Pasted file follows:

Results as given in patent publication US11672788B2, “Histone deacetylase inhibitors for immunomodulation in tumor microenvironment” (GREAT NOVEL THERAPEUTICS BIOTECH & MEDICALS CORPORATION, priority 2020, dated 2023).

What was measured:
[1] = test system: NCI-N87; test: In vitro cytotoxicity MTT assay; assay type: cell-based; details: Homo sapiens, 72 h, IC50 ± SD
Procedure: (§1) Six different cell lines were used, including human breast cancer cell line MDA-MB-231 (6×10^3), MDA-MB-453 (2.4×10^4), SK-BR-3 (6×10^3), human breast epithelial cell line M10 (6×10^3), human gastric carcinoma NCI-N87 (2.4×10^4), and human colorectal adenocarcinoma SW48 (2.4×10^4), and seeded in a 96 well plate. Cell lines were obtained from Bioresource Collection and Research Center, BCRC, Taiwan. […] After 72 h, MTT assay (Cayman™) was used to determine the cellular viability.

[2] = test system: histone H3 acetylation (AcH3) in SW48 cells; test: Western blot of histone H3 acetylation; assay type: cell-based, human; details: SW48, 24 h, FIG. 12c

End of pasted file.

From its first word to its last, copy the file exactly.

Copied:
Results as given in patent publication US11672788B2, “Histone deacetylase inhibitors for immunomodulation in tumor microenvironment” (GREAT NOVEL THERAPEUTICS BIOTECH & MEDICALS CORPORATION, priority 2020, dated 2023).

What was measured:
[1] = test system: NCI-N87; test: In vitro cytotoxicity MTT assay; assay type: cell-based; details: Homo sapiens, 72 h, IC50 ± SD
Procedure: (§1) Six different cell lines were used, including human breast cancer cell line MDA-MB-231 (6×10^3), MDA-MB-453 (2.4×10^4), SK-BR-3 (6×10^3), human breast epithelial cell line M10 (6×10^3), human gastric carcinoma NCI-N87 (2.4×10^4), and human colorectal adenocarcinoma SW48 (2.4×10^4), and seeded in a 96 well plate. Cell lines were obtained from Bioresource Collection and Research Center, BCRC, Taiwan. […] After 72 h, MTT assay (Cayman™) was used to determine the cellular viability.

[2] = test system: histone H3 acetylation (AcH3) in SW48 cells; test: Western blot of histone H3 acetylation; assay type: cell-based, human; details: SW48, 24 h, FIG. 12c